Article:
Recent studies on the physical activity of young people show less than a quarter of children aged 5–14 achieve the recommended 60 minutes of physical activity every day and spend just under two hours each day sitting or lying down for screen-based activities.
To help combat this issue, a growing number of schools across Australia are building nature play spaces. One study found 63% of public primary schools in South Australia alone have one, and a further 25% are either planning or already building one.
This rise in nature play spaces is occurring at a time when an accumulating body of evidence shows how activity can deliver significant benefits for children’s health, wellbeing and development.
According to Professor Tonia Gray, Senior Researcher in the Centre for Educational Research at Western Sydney University, the upward trend towards nature-based solutions and outdoor learning in Australia’s schools is fortunately continuing to gain momentum in 2023.
“This has been witnessed in the recent changes to our Australian Curriculum. Outdoor learning programs have also become more common, with teachers using natural environments to implement a wide range of subjects,” Professor Gray told The Educator. “Undoubtedly, this a positive step towards promoting student health and wellbeing.”
However, a new survey of teachers shows many feel conflicted when it comes to letting children engage in ‘messy’ activities or play that may be perceived as ‘risky’. One factor driving this is that educators feel the need to listen to what parents want.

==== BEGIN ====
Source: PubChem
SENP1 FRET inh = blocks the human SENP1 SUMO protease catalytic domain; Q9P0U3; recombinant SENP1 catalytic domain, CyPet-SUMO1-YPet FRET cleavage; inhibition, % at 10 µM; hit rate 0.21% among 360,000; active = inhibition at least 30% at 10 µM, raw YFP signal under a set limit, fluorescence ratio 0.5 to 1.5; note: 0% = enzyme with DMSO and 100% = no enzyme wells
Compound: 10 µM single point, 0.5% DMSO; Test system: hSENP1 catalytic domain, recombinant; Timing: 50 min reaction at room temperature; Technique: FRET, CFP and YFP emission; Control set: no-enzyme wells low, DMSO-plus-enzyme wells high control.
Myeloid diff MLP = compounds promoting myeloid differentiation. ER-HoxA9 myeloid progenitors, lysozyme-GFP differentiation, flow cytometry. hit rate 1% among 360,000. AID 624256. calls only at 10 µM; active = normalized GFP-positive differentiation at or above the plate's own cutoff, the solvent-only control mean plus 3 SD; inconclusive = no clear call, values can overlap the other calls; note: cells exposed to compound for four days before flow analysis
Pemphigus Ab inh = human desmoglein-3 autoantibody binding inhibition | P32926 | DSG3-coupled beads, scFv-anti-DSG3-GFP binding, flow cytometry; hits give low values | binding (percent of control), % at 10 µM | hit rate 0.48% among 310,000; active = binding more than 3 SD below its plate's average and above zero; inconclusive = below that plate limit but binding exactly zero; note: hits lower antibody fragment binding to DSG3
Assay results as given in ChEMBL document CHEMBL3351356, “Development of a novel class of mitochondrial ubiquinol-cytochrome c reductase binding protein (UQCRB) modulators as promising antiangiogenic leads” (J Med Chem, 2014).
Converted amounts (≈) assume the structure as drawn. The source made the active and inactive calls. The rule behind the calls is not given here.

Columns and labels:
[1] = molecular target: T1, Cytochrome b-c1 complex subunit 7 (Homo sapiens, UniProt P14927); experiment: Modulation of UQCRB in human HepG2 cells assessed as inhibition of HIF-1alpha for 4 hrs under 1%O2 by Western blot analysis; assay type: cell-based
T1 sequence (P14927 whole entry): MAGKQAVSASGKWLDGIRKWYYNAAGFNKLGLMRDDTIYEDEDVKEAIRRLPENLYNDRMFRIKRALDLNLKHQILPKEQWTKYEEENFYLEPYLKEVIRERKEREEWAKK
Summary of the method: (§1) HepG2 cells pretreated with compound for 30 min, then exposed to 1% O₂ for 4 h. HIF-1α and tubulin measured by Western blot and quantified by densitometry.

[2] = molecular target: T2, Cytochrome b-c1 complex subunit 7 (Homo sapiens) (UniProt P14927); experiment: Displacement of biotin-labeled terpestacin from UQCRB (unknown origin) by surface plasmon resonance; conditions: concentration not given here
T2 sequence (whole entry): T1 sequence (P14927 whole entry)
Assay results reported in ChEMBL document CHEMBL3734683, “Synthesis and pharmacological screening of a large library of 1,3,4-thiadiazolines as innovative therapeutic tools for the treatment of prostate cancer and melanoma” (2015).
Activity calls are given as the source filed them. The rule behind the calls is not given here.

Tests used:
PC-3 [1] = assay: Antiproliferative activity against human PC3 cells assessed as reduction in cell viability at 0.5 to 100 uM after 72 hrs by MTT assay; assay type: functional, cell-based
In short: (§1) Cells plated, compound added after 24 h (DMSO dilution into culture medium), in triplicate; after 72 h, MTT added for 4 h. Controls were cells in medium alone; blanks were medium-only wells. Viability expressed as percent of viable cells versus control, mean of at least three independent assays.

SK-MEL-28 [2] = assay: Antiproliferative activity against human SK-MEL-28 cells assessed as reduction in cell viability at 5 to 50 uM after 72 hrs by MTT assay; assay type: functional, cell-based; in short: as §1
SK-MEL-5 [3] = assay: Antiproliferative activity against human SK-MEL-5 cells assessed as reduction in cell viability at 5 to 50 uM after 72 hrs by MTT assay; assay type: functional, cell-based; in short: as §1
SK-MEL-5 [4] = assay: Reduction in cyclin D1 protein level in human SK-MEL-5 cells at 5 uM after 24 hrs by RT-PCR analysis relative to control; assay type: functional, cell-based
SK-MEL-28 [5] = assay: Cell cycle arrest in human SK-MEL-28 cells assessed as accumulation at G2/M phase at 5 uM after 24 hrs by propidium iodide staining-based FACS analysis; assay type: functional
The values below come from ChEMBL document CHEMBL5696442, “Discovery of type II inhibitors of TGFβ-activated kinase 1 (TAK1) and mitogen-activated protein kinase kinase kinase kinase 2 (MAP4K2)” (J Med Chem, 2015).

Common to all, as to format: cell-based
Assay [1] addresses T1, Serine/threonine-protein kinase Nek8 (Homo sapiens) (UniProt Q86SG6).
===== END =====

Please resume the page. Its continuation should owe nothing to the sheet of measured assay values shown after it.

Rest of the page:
Addressing parental concerns
UniSA researcher and PhD candidate Kylie Dankiw says there are some strategies educators can employ to alleviate these concerns while still ensuring safety for children.
“It is important to educate parents about the real versus perceived risks and to communicate the benefits on how they alleviate real risks instead of removing them completely,” Dankiw told The Educator.
“Educators suggested strategies that may help parents embrace messy play, such as making sure children have appropriate wet weather gear [rain jackets, gum boots], brining spare clothes and communicating the sensory benefits of mud and water play for children’s development.”
Dankiw said that by enhancing communication between educators and parents can be achieved by engaging parents in open discussions or forums regarding nature play programming, risk assessments, and play space upgrades within their centres or schools.”
“By involving parents and seeking their support, educational leaders can foster community involvement and collaboration in promoting nature play for the wellbeing of children.”
Navigating time constraints
During the interviews Dankiw and her team had with educators, they found that scheduling nature play experiences can be challenging when other important tasks competed for their time such as cleaning, supervising and admin work.
Dankiw said that to address time constraints, it may be useful for school leaders to revise their scheduling structures to create dedicated time for nature play.
“By recognising the value of nature play and prioritising it in the schedule or programme, it will ensure that it becomes a regular part of playtime,” she said. “We also found that educators may need additional resources and training on how to provide safe nature play experiences for children.”
Dankiw said school leaders may be able to enhance training and resourcing efforts by building partnerships with local nature play organisations, thereby leveraging their expertise and resources to support their own professional development.
“These partnerships can help provide support in terms of facilitating nature play experiences, training educators on safe delivery of nature play and building educator knowledge.”